Wes Shivers (2-1) is another prospect that may be floating under the radar. He was a Junior College All-American football player as well as ranking up All-SEC honors at Mississippi State. He was drafted by the Tennessee Titans and played for the Atlanta Falcons before giving up football for a chance at a normal life as a law enforcement officer.

His main style, according to his website, is catch wrestling. Much like Brock Lesnar, most of his coaches have  stated that he’s not only an immensely large fighter, but he has been learning at a very quick rate… dubbing him “The Perfect Storm”. At one point, Shivers was listed at nearly 290 pounds, reminiscent of what many believe Brock Lesnar’s fight weight hits.

Shivers has been training with current UFC middleweight Alan Belcher in preparation for the show, so he’ll likely be adding some Muay Thai to his catch wrestling ability. Could he be a guy who has the size and power to steamroll through the show? His experience level isn’t high at all, so it’s a huge question how he’ll perform.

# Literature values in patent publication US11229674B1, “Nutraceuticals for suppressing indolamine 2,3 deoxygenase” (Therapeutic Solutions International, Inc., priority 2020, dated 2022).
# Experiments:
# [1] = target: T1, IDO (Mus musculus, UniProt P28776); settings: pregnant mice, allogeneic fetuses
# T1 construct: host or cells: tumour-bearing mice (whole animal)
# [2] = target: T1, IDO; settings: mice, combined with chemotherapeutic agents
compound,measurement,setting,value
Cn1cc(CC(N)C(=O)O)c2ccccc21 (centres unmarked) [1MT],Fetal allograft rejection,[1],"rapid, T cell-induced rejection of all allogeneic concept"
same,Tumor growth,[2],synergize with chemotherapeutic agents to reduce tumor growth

Abe Wagner (6-2) is a 6’4″, 265 lb former collegiate football player who grew up in Wisconsin. He played linebacker for Michigan Tech University while obtaining his degree in mechanical engineering. He began training in 2005, and he’s managed to find a camp in MidAmerica Martial Arts in Omaha, Nebraska with owner Aaron Cerrone and BJJ instructor Ed Shobe.

His most recent win was his most notable as he defeated Sherman Pendergarst at Victory Fighting Championships 25 via split decision back in December. He doesn’t seem to have the finishing ability that many of the other contestants have exhibited, and he’s shown that he is beatable this early in his career.

Mike Wessel (7-1) is one of the contestants on the show that had his shot in the UFC before actually being selected for this season. The former strength & conditioning coach for the University of Arkansas football program made his UFC debut at UFC 92 against kickboxer Antoni Hardonk, but lost via TKO in round 2. This will now be Wessel’s chance to expose himself to the casual fanbase and make a name for himself.